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Home > iSGTW 6 January 2010 > Feature - Lining up new grid users with gqsub

Feature - Lining up new grid users with gqsub


Stuart Purdie, of the University of Glasgow, receives an award for his work on gqsub, from Bob Jones of EGEE. Image courtesy EGEE09

Grid computing is often seen as the domain of big science, involving giant experiments and massive number crunching. What if you’re not working on these huge scales? What if your work is too big for a local cluster but “too small for the grid?”

Welcome to ‘mesoscale’ computing, that middle ground between the applications that use 10 minutes on your desktop and 100 hours on the grid.

Researchers who fall into this area are usually well looked after by local resources. However, for various reasons — maybe a high demand from other users, or just investigating something unusual — a user may want to move on to the grid. This move can be tricky when the user is faced with another interface they have to learn or a completely different way of getting their work done.

One solution comes from a team at the University of Glasgow with gqsub, a grid interface based on the qsub command. qsub is found on many *nix (Unix-like operating system) machines, and used by many scientists to submit jobs to their local batch system, in which jobs are queued for later execution. Creating a grid-enabled version makes it easier encourage new users to try out the grid.

The work was done at the University of Glasgow, which recently collaborated with  Lonely Planet to produce “Study Glasgow” (which can be viewed online). Image courtesy University of Glasgow 

Origins

It all started when electrical engineers at the University of Glasgow started trying to use the grid alongside their local cluster, and found that the two interfaces were just too dissimilar for them. So they asked Stuart Purdie of the GridPP team at Glasgow about getting direct access to the Glasgow grid cluster but bypassing the grid.

Their preferred method of accessing these resources?

qsub.

Giving direct access was not feasible, so Purdie started looking around the lesser known parts of gLite. What he found was that there are features that can be used to give the illusion of a shared filesystem just like in a batch system. It was this which led him to start looking at qsub in greater detail. Despite its age (it was designed over 2 decades ago, ancient by computing standards), qsub included the ability to talk to remote servers and the correct components for describing a grid-type system. He now had two halves to a solution; he just had to weld them together.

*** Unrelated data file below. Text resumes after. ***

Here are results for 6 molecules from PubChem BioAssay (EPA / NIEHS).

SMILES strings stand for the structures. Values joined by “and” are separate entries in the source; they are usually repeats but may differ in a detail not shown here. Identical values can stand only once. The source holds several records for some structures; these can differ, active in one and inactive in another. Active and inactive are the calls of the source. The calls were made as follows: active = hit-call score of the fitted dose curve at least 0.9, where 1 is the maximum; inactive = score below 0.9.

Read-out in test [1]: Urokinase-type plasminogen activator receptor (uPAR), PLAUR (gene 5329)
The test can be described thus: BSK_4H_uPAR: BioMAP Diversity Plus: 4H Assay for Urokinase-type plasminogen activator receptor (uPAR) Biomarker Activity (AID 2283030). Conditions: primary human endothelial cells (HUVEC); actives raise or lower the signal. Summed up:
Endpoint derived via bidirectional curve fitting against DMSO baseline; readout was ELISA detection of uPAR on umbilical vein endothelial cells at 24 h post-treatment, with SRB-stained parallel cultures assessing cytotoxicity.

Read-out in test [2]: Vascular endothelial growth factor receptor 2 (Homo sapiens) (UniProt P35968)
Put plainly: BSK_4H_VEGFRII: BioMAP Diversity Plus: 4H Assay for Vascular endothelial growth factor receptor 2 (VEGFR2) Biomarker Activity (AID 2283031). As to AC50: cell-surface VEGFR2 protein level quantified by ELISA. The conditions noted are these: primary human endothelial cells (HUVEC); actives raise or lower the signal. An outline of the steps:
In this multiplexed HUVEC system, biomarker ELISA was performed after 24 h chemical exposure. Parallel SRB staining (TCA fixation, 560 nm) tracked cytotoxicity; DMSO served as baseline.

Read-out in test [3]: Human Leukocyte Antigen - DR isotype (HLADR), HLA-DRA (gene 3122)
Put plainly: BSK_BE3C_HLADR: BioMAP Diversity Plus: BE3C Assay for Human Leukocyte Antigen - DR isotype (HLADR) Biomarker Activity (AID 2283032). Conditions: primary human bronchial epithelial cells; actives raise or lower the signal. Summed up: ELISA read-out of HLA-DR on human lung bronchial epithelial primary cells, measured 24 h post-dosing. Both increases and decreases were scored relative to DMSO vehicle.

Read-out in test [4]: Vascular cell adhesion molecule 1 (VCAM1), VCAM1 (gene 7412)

Nothing works that easily, however, and there were a few hurdles to overcome. The major problem was the fact that while qsub understood distributed resources, it didn’t understand their being decentralized. This, coupled with needing to integrate digital certificates, led to a lot of reading specs, thinking and coding.

The result was a set of python scripts that act as a translation layer between the user and the gLite software. Stuart was a little taken aback by the interest in his work, which he presented at the EGEE conference in September 2009. (His poster came in second, you can see it here.) “At the conference, the first email I got about it was on the Monday morning, before the conference had even really begun. The ultimate intent is to provide something that can be installed on an existing cluster, so that the users can use both local and Grid systems with as small as possible mismatch between them.”

Tony Doyle, technical director of GridPP, said: “gqsub was only in the ideas stage a few months ago. The current prototype, implemented over the summer, provides enough functionality for those users who find the transition to the Grid daunting. It’s a great example of how to recognize a problem and implement a technical solution to the benefit of everyone in EGEE in a short period of time. Congratulations, Stuart!”

The software has a proven track record, and the electrical engineers at Glasgow have been using it for a couple of months now and is freely available for use. There is still work to be done, with improved results collection for users who may not be online all the time, and increased control over the job once submitted to the grid.

—A version of this story originally appeared in GridPP. You can find more information on gqsub and download it here.

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